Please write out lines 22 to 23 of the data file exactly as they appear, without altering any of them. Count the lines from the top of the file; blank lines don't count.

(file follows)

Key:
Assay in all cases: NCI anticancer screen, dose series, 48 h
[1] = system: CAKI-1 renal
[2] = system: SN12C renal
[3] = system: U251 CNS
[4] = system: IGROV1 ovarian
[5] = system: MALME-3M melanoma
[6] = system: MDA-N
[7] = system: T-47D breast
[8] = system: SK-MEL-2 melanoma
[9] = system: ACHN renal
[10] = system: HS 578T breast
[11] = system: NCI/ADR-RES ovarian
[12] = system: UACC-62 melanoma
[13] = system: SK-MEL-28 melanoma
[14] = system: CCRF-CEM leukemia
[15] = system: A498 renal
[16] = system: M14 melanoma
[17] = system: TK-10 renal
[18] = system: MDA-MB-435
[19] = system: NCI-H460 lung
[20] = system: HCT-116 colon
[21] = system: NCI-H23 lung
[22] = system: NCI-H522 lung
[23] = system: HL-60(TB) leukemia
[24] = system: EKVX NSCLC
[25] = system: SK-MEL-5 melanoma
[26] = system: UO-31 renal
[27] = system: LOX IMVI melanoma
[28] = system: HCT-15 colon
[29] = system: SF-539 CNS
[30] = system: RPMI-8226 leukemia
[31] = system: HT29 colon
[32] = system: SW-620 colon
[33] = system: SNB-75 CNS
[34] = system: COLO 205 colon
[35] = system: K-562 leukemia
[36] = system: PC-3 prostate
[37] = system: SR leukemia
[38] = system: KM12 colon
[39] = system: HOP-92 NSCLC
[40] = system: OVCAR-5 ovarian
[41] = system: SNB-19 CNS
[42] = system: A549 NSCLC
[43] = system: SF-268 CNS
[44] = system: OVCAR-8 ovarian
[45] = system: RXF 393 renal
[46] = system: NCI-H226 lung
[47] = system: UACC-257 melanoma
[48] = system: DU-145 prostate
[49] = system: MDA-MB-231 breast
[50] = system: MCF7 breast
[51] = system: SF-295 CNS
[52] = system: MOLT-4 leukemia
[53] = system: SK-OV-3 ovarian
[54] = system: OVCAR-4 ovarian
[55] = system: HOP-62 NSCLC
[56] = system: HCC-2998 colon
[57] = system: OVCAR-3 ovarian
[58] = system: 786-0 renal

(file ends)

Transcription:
[20] = system: HCT-116 colon
[21] = system: NCI-H23 lung